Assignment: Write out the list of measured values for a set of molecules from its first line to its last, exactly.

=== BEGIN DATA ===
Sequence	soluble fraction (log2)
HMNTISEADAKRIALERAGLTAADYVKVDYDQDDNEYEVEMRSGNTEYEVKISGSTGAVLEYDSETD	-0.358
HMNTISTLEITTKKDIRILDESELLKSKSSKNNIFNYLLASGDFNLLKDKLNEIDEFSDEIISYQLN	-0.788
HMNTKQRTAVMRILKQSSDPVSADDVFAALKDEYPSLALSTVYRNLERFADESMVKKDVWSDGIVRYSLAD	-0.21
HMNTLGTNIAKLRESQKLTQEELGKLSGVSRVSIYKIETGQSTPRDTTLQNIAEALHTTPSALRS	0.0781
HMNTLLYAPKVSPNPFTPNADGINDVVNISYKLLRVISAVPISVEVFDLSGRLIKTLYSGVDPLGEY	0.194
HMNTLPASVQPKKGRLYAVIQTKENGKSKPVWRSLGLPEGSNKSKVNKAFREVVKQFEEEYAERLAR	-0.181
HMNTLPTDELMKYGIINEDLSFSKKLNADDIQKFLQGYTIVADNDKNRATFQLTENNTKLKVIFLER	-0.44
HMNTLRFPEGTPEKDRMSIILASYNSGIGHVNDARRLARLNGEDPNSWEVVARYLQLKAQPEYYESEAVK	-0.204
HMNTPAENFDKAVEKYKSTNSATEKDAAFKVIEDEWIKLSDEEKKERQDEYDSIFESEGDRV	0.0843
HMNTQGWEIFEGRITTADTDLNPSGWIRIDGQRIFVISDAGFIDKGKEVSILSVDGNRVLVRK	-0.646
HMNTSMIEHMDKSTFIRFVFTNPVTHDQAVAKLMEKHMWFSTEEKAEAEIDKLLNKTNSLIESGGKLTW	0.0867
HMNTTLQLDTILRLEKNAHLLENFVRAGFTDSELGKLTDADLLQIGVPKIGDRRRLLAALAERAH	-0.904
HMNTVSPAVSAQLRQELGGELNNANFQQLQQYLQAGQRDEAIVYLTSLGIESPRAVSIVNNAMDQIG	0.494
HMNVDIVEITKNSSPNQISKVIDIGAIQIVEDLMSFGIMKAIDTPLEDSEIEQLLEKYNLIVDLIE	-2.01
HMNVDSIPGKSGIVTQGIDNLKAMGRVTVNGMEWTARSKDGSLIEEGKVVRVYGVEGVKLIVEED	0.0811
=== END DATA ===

Sequence	soluble fraction (log2)
HMNTISEADAKRIALERAGLTAADYVKVDYDQDDNEYEVEMRSGNTEYEVKISGSTGAVLEYDSETD	-0.358
HMNTISTLEITTKKDIRILDESELLKSKSSKNNIFNYLLASGDFNLLKDKLNEIDEFSDEIISYQLN	-0.788
HMNTKQRTAVMRILKQSSDPVSADDVFAALKDEYPSLALSTVYRNLERFADESMVKKDVWSDGIVRYSLAD	-0.21
HMNTLGTNIAKLRESQKLTQEELGKLSGVSRVSIYKIETGQSTPRDTTLQNIAEALHTTPSALRS	0.0781
HMNTLLYAPKVSPNPFTPNADGINDVVNISYKLLRVISAVPISVEVFDLSGRLIKTLYSGVDPLGEY	0.194
HMNTLPASVQPKKGRLYAVIQTKENGKSKPVWRSLGLPEGSNKSKVNKAFREVVKQFEEEYAERLAR	-0.181
HMNTLPTDELMKYGIINEDLSFSKKLNADDIQKFLQGYTIVADNDKNRATFQLTENNTKLKVIFLER	-0.44
HMNTLRFPEGTPEKDRMSIILASYNSGIGHVNDARRLARLNGEDPNSWEVVARYLQLKAQPEYYESEAVK	-0.204
HMNTPAENFDKAVEKYKSTNSATEKDAAFKVIEDEWIKLSDEEKKERQDEYDSIFESEGDRV	0.0843
HMNTQGWEIFEGRITTADTDLNPSGWIRIDGQRIFVISDAGFIDKGKEVSILSVDGNRVLVRK	-0.646
HMNTSMIEHMDKSTFIRFVFTNPVTHDQAVAKLMEKHMWFSTEEKAEAEIDKLLNKTNSLIESGGKLTW	0.0867
HMNTTLQLDTILRLEKNAHLLENFVRAGFTDSELGKLTDADLLQIGVPKIGDRRRLLAALAERAH	-0.904
HMNTVSPAVSAQLRQELGGELNNANFQQLQQYLQAGQRDEAIVYLTSLGIESPRAVSIVNNAMDQIG	0.494
HMNVDIVEITKNSSPNQISKVIDIGAIQIVEDLMSFGIMKAIDTPLEDSEIEQLLEKYNLIVDLIE	-2.01
HMNVDSIPGKSGIVTQGIDNLKAMGRVTVNGMEWTARSKDGSLIEEGKVVRVYGVEGVKLIVEED	0.0811